Monthly Archives: November 2017

Can You Stop Your Event Dead In Its Tracks?

The best laid schemes o’ Mice an’ Men … often go awry. And in the Supply Manager’s world, they often do. And, to be frank, more often than you realize. And sometimes market reality will shift in an instant and continuing a current event could cause considerable loss, and not the significant value that was initially expected.

In this case a Sourcing or Procurement event, even if for a critical product or service needed in a short time frame, will need to be stopped in its tracks. But can you do it? Or will you continue with an auction only to see costs (significantly) increase (if there is no ceiling? Or an RFX only to get no responses at the deadline (with not enough time to try again)? Or a catalog buy for a product that shouldn’t be bought (because excess supply at a non-preferred supplier just resulted in a huge price drop the organization could safely take advantage of)?

And then, even more importantly, the right event will need to be kicked off in its place. An RFX or Auction might need to be replaced with a strategic renegotiation with an incumbent? A catalog buy might need to be replaced with a spot-buy auction to a set of acceptable suppliers with equivalent products? A simple RFX might need to be expanded to a more complex optimization-backed multi-round RFX to take advantage of new entrants shaking up the market. And so on.

But for this to happen, four critical abilities need to be in place.

  1. The ability to detect market shifts that would necessitate a significant change in Sourcing or Procurement strategy.
  2. The ability to determine the appropriate Sourcing or Strategy to shift to.
  3. The ability to quickly terminate an existing event (type).
  4. The ability to structure and launch a replacement event quickly.

1. The ability to detect market shifts.

This requires continuous, real-time, market monitoring which, to be honest, cannot be done without significant software support, and is a proper application of AI in sourcing and procurement. (But this is a subject for another post [series].)

2. The ability to determine the appropriate strategy w.r.t. the shift.

This requires both software support — to extract key details of the shift, summarize it in a meaningful way, and suggest the option(s) likely to be best — and senior buyer wisdom to make the right decision.

3. The ability to quickly terminate an event.

This requires the ability to quickly terminate an event, and do so in a way that will not result in offended suppliers and lawsuit. While not likely possible in the public sector, with proper foresight, and notification, as part of the terms and conditions a supplier must accept to participate, this can happen.

4. The ability to launch a replacement event quickly.

This requires the ability to set up new events quickly, reusing as much information as the current event as possible. This will require great software support (but not necessarily AI).

As you can see, not easy, but sometimes it literally is the difference between a multi-million dollar win, and a multi-million dollar loss.

AI Can Certainly Identify Relevant Case Law, But Can It Predict Judge’s Decisions?

We are all familiar with the use of AI in contract (lifecycle) management to scan contracts, decompose them into clauses, identify the type of clause, index the contract against the clause types, and identify entity and attribute types in those clauses. This is common practice for best-of-breed CLM providers like Icertis and Exari and standalone best-of-breed contract analytic providers like Counselytics and Seal Software.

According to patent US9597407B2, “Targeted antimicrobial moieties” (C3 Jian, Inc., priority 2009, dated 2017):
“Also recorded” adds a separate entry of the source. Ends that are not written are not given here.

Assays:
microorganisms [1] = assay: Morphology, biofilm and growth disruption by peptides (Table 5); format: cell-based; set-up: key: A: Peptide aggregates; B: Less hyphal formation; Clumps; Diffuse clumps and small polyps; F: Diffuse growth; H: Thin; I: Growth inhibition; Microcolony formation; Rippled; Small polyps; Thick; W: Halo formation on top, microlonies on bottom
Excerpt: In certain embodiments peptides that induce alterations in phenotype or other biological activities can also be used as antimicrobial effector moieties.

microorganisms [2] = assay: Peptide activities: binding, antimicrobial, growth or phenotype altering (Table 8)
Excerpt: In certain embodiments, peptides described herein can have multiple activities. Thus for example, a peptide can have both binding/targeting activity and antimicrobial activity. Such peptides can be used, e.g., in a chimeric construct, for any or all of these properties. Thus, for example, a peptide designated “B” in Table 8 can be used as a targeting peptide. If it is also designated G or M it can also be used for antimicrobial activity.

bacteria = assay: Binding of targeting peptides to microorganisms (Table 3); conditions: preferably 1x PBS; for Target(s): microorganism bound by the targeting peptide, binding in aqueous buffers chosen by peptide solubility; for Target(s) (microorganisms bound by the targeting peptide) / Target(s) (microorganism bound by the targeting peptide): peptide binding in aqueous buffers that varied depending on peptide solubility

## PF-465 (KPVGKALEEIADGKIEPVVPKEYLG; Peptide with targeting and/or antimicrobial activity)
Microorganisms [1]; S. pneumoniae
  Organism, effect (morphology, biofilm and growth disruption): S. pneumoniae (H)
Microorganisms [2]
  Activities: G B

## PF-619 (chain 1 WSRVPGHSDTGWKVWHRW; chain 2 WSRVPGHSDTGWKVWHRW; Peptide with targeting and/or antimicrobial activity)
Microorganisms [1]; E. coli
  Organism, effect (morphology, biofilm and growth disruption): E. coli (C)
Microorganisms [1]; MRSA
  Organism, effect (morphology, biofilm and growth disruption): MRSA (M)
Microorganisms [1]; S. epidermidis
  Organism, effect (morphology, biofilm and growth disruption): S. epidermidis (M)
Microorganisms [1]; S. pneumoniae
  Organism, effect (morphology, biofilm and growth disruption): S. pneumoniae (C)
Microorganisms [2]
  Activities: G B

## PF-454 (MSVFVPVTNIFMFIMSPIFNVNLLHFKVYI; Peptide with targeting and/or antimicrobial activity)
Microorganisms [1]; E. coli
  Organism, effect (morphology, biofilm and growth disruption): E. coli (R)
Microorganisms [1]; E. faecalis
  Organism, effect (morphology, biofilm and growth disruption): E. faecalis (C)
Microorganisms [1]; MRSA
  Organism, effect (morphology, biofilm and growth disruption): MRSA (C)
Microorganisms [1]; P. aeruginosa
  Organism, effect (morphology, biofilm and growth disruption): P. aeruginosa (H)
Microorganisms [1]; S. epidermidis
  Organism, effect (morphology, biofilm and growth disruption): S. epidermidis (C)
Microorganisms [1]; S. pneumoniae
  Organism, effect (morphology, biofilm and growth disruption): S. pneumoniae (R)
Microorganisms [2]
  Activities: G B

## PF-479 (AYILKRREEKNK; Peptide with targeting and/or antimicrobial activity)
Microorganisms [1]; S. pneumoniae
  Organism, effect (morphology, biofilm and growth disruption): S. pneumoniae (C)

But not all of these are designed to evaluate a contract, and more precisely, a contract dispute against existing law and case law to determine the likelihood of a ruling in a party’s favour. But that is apparently what the new AI entrants are shooting for.

As per this article in The Globe and Mail, a new AI entrant is offering simulation software that predicts how a court might rule in a given case involving tax law. The software, which takes client details, arguments, previous case law, and current law into account, crunches this, and other inputs, and delivers a simulated judgement claimed to be 90% accurate.

And now the company in question is turning its attention to labour law and hoping to offer a product soon that will offer the same type of predictive accuracy in this legal area. This will obviously be more difficult than tax as there are more grey areas as to what is a violation, but it may be achievable.

But is 90% accuracy enough? That’s 1 in 10 wrong predictions. But maybe it’s enough. If the software predicts that the plaintiff will lose, with 90% or more reliability, a case that could easily cost hundreds of thousands of dollars, and the damages for pleading guilty are less than a million, the right legal strategy would obviously be to seek out a good deal and not risk losing it all in court.

Plus, if both sides of a pending legal battle had access to simulation software that always showed one side losing with significant confidence, then at least one side will always be up for negotiation, and that’s almost always cheaper than a costly court case. Plus, it gets a resolution quicker, and sometimes the biggest cost of a dispute is the lost time.

So while it will never be truly accurate, as you can’t truly predict how a judge will rule in any given situation (as a human interpretation of a grey area can always be different than what might be the typical interpretation), this might just be the software that lawyers, tax accountants, and, soon, HR professionals need to come to their senses and resolve the dispute before wasting time in court.

And if it works in these areas, maybe soon it can ingest global law and treaties and be applied to Procurement disputes …

Sourcing is Full of Secrets …

… and each and every one costs the organization. Sourcing is supposed to be the savings engine that powers the enterprise value engine that relies on enough cost control to maintain the cash flow required by the enterprise.

But achieving savings in souring requires success, and success can only happen if the event is appropriate and appropriately conducted. But, even though many organizations think they know the right way to conduct an RFX, Auction, or other sourcing event, the reality is that they don’t really know the right way. They know the basics, but the basics are never enough.